San Antonio’s municipal utility will wait until January before deciding whether it will continue to participate in the construciton of two more nuclear reactors outside Bay City, our sister paper the San Antonio Express-News reports.
San Antonio Mayor Julián Castro threatened to pull the plug on funding soon if he didn’t get some answers on cost overruns for the project. But CPS officials who just came back from Japan, where he discussed cost estimates with contractor Toshiba Inc., asked for the extra time.
[CPS Interim General Manager Steve Bartley] promised that the utility would put together a new cost estimate for the project and an analysis of alternatives if the utility opts out of nuclear expansion. Both will be complete by the end of the year. Bartley then will present his recommendation to the board two weeks later on Jan. 15.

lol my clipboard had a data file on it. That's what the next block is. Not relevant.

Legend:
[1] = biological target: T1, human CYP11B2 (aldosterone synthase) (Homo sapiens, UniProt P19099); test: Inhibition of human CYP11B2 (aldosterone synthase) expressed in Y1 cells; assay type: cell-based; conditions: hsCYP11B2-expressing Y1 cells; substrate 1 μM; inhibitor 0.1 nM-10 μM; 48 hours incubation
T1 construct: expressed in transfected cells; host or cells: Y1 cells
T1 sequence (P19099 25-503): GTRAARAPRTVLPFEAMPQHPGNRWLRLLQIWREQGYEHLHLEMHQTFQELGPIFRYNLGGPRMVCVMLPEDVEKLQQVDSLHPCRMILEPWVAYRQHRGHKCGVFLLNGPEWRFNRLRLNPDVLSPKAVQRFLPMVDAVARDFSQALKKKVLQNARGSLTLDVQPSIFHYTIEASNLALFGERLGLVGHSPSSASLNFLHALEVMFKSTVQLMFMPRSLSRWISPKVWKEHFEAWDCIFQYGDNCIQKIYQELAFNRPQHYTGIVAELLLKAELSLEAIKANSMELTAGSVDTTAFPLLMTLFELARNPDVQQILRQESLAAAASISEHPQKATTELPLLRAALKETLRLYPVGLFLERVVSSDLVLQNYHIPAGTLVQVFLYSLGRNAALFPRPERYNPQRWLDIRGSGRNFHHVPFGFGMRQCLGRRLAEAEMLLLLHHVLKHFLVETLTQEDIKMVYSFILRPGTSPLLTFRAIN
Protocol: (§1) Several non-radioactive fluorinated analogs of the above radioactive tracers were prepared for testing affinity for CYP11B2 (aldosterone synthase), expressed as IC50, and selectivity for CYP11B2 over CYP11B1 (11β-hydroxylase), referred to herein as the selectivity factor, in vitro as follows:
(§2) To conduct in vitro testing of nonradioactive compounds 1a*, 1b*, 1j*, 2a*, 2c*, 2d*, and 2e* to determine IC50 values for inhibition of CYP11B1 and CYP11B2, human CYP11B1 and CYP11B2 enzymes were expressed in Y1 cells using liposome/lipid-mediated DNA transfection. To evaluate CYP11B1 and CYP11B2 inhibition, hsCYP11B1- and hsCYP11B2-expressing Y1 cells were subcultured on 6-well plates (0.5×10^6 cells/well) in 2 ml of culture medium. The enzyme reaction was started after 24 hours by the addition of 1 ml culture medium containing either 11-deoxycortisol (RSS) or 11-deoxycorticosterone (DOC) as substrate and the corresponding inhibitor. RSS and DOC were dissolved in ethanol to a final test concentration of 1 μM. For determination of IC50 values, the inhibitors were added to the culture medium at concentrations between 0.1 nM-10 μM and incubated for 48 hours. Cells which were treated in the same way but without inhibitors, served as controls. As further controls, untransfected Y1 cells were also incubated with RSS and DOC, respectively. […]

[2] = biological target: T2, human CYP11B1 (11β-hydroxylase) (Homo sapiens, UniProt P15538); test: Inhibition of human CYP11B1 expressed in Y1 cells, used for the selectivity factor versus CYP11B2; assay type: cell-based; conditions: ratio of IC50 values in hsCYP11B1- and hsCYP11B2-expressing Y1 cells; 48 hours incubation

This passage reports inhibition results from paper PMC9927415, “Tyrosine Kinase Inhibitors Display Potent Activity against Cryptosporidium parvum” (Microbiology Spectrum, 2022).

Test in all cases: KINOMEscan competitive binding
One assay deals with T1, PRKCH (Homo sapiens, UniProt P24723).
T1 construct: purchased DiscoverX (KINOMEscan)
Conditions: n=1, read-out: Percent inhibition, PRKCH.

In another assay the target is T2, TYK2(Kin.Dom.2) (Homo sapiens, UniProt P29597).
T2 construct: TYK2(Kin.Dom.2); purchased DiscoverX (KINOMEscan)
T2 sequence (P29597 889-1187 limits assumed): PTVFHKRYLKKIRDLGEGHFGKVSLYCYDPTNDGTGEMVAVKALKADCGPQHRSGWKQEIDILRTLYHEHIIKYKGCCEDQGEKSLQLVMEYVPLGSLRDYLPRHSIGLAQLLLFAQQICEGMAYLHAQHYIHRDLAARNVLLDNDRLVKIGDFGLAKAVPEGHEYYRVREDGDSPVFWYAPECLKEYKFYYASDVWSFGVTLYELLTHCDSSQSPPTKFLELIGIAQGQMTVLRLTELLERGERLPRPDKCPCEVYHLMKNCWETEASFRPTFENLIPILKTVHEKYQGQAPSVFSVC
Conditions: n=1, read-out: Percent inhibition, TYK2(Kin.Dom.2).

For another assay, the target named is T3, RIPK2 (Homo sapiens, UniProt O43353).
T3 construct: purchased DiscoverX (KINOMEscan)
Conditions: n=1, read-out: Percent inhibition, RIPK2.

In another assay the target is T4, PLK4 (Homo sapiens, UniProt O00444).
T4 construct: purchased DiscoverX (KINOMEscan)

“Because I am satisfied that CPS is seriously preparing for alternatives, I think it’s prudent,” Mayor Castro said. “Our business partner has requested until Dec. 31 to deliver an official estimate and, given my confidence in our ability to pursue alternatives, I believe we should honor that request.”
Would the expansion of the South Texas Project come to a halt if CPS pulled out? Not likely.
Austin Energy, which along with CPS and NRG Energy is the other partner in the existing plant, already pulled out of the expansion partnership, which goes by the name Nuclear Innovation North America.
NINA has been shopping around Austin’s 20 percent stake in the expansion project for a few months (NRG and CPS each have 40 percent), and has previously said it will help CPS reduce its long-term stake in the expansion.
There are many efforts to expand existing nuclear power plants around the country, but only a few will go through in the next decade. The STP expansion is more-or-less first in line in the permitting process, so many of the failed project participants are likely interested in buying-in.